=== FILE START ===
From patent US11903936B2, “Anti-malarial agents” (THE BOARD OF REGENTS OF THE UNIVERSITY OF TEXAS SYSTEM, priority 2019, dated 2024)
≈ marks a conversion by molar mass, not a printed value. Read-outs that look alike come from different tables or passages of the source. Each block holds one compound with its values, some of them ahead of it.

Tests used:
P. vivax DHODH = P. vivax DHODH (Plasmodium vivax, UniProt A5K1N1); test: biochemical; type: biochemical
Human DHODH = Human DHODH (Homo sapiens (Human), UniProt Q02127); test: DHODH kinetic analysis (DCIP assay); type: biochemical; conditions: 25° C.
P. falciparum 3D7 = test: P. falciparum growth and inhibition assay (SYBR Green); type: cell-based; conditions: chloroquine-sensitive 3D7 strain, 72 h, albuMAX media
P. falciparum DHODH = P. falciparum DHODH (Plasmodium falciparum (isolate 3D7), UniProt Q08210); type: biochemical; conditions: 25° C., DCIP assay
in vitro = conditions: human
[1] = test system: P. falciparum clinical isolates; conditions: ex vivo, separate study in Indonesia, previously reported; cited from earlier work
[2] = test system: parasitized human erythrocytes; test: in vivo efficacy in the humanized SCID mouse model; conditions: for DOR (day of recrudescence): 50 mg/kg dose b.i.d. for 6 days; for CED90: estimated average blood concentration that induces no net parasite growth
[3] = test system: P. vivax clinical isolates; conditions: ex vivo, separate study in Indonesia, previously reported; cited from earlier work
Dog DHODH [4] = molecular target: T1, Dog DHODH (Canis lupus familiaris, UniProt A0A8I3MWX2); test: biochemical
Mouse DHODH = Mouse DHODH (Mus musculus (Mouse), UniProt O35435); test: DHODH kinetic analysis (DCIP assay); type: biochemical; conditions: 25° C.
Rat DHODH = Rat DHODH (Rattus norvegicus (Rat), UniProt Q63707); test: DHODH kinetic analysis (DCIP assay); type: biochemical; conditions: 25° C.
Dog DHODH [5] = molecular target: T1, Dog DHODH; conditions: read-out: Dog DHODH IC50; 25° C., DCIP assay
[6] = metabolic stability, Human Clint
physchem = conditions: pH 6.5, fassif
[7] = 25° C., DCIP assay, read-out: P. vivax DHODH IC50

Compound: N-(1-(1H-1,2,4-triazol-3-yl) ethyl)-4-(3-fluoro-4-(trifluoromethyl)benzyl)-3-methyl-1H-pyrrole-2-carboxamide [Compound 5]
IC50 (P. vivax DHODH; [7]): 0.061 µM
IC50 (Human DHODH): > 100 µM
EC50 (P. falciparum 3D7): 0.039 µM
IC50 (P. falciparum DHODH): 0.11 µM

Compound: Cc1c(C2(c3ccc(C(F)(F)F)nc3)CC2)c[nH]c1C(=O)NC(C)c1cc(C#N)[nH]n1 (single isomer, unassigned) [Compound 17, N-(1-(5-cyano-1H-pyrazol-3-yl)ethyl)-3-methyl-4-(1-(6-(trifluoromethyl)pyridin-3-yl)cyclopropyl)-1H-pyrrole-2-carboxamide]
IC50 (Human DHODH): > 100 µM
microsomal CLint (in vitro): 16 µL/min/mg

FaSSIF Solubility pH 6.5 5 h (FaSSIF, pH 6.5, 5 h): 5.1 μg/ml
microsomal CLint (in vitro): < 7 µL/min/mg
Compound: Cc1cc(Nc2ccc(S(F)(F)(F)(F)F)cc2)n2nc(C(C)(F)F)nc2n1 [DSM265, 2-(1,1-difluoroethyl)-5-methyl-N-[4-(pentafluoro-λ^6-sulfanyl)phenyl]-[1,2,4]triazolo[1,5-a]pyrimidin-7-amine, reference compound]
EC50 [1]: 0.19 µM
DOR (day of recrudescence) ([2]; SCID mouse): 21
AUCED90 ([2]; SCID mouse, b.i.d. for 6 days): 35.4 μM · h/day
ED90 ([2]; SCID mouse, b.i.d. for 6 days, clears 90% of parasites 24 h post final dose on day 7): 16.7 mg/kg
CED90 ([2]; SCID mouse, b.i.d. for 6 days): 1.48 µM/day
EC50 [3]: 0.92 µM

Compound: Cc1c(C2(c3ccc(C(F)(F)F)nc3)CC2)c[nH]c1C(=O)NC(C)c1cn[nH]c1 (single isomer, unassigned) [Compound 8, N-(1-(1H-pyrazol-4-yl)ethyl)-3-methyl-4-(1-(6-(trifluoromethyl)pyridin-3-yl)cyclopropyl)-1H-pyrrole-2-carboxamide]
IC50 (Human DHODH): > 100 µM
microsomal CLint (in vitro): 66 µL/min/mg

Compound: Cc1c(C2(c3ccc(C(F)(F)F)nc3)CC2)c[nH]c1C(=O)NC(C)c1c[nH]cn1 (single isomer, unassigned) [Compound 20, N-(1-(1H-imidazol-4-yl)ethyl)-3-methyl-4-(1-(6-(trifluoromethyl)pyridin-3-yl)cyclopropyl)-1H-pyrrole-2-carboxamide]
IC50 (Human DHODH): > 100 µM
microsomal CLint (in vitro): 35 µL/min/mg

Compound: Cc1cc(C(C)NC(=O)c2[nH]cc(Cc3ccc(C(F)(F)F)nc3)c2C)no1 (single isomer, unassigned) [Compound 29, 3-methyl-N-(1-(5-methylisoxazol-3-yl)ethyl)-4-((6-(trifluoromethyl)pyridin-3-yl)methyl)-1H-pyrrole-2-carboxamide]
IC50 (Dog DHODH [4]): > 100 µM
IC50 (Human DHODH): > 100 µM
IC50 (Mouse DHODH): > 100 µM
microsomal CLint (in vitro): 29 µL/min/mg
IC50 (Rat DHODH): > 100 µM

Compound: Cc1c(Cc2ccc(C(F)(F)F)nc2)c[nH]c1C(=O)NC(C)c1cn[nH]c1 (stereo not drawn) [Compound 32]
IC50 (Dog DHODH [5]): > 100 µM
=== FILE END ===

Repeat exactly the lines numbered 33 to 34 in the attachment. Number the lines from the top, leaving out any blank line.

ED90 ([2]; SCID mouse, b.i.d. for 6 days, clears 90% of parasites 24 h post final dose on day 7): 16.7 mg/kg
CED90 ([2]; SCID mouse, b.i.d. for 6 days): 1.48 µM/day